Taj Mahal

A truly lovely building, the Taj Mahal in Agra, India. Yet… already when I was working on the replica, I had my doubts…
Love or madness?
Then I found this poem of Sahir Ludhianvi (1921 – 1980, India),
who seems to have had some of the same doubts, as he wrote:

आपके लिए, प्यार, ताजमहल सबसे बड़े प्यार का प्रतीक है
और आप सुंदर बगीचे की बहुत सराहना करते हैं।
फिर भी मैं कहता हूँ: जानेमन, अब से किसी दूसरी जगह मिलते हैं!

Luckily, I also found the corresponding translation and I hope you will enjoy it as much as I did, when I read it!

For you, Darling, the Taj Mahal is a symbol of the greatest love
and you appreciate the beautiful garden very much.
Yet I say: Sweetheart, let’s meet in a different place from now on!

Isn’t it strange that poor people visit royal resorts?
Strange that lovers walk hand in hand on paths
on which once mighty rulers strolled along?

Look behind the facade, Love, and you will see
the signs of imperial power,
well protected and shielded.

You, who enjoys the graves of the dead kings,
should remember the narrow apartments
that you and I grew up in.

Countless men of this world have loved. Wasn’t their love great?
But no memorial is erected to their love.
Because they, like you and me, belonged to the common people.

These structures and tombs, these ramparts and fortresses,
relics of the mighty dead, are no more than canker sores on earth.
Fattened on the blood and bones of our ancestors.

The workers must have loved too, Dearest,
they, whose hands have created all this beauty.
They chiseled and shaped this marble monument so gorgeously.

But their loved ones lived and died
unknown and not being honored.
No one even lit a light on their humble graves.

These banks of the Jamuna river, this building, these groves and lawns,
These walls and doors, arches and niches.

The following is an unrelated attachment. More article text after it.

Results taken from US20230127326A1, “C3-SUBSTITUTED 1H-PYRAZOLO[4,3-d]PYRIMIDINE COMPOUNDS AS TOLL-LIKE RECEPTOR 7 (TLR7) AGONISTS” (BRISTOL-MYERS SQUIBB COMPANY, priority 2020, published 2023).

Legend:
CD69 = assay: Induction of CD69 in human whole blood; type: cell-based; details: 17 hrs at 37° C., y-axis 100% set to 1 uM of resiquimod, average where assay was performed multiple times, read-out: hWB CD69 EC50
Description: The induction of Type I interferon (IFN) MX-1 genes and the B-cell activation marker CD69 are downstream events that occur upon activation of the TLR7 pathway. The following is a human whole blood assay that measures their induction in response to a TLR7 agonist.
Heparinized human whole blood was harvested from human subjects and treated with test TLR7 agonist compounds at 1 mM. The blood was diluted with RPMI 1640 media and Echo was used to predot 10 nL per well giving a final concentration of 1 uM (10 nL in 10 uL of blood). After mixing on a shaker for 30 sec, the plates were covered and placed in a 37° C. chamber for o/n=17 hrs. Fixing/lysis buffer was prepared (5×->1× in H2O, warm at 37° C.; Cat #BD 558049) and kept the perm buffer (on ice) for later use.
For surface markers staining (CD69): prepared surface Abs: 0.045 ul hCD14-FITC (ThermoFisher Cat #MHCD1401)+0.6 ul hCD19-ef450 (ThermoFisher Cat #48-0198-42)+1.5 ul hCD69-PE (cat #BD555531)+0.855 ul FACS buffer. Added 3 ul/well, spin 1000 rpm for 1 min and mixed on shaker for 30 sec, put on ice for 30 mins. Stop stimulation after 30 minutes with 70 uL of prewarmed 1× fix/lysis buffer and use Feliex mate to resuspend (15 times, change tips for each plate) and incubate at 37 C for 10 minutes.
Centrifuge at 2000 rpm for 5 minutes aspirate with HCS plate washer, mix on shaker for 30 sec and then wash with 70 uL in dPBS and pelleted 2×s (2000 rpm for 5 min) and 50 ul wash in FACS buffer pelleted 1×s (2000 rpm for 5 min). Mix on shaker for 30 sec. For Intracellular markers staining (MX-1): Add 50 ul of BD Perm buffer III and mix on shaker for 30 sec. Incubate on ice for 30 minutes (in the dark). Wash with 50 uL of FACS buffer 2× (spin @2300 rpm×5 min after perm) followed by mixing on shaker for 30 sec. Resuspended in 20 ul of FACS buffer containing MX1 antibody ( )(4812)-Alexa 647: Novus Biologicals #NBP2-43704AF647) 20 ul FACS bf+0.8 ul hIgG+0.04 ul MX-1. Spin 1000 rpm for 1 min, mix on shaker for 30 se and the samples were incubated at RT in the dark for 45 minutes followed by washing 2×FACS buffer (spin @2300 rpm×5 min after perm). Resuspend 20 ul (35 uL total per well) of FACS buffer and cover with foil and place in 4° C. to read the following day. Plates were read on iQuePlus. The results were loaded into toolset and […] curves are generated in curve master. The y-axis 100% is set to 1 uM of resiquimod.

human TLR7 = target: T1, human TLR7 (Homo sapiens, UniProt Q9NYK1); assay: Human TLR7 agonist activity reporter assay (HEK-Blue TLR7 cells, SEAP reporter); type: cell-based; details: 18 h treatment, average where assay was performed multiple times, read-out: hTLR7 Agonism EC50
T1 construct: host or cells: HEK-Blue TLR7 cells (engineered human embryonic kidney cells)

An immeasurably wealthy emperor seems to have played a cruel joke on us.

So I beg you, lover of mine: meet me in a different place.

!


So recited Sahir Ludhianvi
and Tosha Tyran wholy agrees with him.
You find the Taj Mahal on the region with the same name.
Wear comfortable shoes… it’s a varregion!

The Great Nations: a Tuareg Poem

By Souéloum Diagho, a Tuareg poet from Tessalit in the North of Mali. His father is Tamashek, his mother Fula. He writes in the tradition of the controversial eighth century Arabic poet Ghaylan ibn ‘Uqbah. His poetry gives us a view of the Tamashek as they see themselves: a more useful thing than another reduction of recent events.
Souéloum Diagho writes and publishes in French. This poem was translated by Blaisep

Tuareg Tent

There are the Great, America and Russia,
And the small, never spelled out.

Fishing Grounds

There are nations where water flows,
And others dreaming of their own share of the world,
There are the talkers, pushing their agendas
And those seeking to escape.

Sahara Sands

There are Indian and the Tuareg,
The Pygmies and the children with cholera.

Tuareg with cattle

There is peace and rage, constantly boiling
In a pot, a stew of misery,
In it are the guts of the discontent,
The people abandoned by those who call themselves Great.

Timbuktu, among the houses
Timbuktu, marketplace
Timbuktu, the restored library

There is this little country surrounded by a desert landscape,
All it shows for itself is oil flowing from a rock
A spring of living water to quench the thirst
Lasting for many moons,
it does not compete with the Great Nations
And their satanic pride.

The oasis

The Great grow Greater
The small again become even smaller,
We need a third way, the chance to reconsider the status quo,
Such as the UN, but with more freedom,
And greater justice in the Hague that considers
The statements of those oppressed in their thousands.

Mangroves at the Niger delta

We write poems in the sand
then they can be carried with the wind
or they remain a secret
that is so
what I write in the sand
will be carried with the wind

(Unknown Tuareg poet)

Now, if you want to visit Timbuktu, the “lost place” in the desert, type the region’s name (Timuktu) into your map and then – be sure to visit the grand library where you can find some detailed information about the the history of the city.

Tosha Tyran
(Laying in the warm warm desert sand)